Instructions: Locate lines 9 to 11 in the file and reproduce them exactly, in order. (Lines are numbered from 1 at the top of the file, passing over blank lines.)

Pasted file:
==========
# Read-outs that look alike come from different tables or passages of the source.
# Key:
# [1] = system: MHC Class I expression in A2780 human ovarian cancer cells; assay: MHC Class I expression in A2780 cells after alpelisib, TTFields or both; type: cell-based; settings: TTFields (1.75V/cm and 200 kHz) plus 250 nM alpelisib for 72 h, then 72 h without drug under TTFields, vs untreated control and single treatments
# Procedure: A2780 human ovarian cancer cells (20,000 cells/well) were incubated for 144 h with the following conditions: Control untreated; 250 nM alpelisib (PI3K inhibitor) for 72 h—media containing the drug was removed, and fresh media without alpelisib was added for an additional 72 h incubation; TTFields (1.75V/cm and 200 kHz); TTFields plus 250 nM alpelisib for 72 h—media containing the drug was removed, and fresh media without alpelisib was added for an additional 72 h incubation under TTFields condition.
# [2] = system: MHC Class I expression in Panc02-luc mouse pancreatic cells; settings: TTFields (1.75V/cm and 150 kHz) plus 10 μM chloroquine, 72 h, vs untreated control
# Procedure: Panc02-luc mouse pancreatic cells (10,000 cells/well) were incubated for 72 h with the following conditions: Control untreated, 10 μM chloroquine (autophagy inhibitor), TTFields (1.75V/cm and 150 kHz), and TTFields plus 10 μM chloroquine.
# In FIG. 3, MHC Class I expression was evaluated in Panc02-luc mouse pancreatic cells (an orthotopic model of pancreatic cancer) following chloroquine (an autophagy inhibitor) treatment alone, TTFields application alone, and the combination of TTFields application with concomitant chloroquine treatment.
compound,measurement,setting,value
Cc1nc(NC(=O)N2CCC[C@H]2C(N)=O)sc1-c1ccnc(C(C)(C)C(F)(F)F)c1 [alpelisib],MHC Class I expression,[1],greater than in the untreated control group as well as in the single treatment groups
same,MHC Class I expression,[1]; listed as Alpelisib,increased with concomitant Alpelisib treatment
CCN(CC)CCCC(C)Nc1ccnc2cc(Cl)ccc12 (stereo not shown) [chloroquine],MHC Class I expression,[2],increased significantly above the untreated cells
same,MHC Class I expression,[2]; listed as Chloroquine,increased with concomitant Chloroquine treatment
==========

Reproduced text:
Cc1nc(NC(=O)N2CCC[C@H]2C(N)=O)sc1-c1ccnc(C(C)(C)C(F)(F)F)c1 [alpelisib],MHC Class I expression,[1],greater than in the untreated control group as well as in the single treatment groups
same,MHC Class I expression,[1]; listed as Alpelisib,increased with concomitant Alpelisib treatment
CCN(CC)CCCC(C)Nc1ccnc2cc(Cl)ccc12 (stereo not shown) [chloroquine],MHC Class I expression,[2],increased significantly above the untreated cells